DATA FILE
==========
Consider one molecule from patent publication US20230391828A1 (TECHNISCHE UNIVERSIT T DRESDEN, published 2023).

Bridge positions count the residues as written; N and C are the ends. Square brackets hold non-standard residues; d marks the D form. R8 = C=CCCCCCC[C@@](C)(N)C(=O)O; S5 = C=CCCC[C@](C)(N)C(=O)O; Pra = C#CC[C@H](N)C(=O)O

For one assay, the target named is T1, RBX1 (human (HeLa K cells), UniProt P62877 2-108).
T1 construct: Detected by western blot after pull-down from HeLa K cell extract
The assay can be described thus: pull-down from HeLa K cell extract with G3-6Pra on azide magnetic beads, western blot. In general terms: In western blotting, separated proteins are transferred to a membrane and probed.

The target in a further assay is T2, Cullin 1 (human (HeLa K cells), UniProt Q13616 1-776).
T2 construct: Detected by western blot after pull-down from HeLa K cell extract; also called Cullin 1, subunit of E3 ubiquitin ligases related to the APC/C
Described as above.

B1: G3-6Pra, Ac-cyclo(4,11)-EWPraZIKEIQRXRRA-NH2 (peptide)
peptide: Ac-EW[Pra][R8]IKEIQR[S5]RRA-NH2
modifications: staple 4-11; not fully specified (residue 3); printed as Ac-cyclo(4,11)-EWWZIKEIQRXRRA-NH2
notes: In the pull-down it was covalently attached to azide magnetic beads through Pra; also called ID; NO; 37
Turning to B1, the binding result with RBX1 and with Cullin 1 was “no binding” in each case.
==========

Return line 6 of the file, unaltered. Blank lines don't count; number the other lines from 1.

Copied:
The target in a further assay is T2, Cullin 1 (human (HeLa K cells), UniProt Q13616 1-776).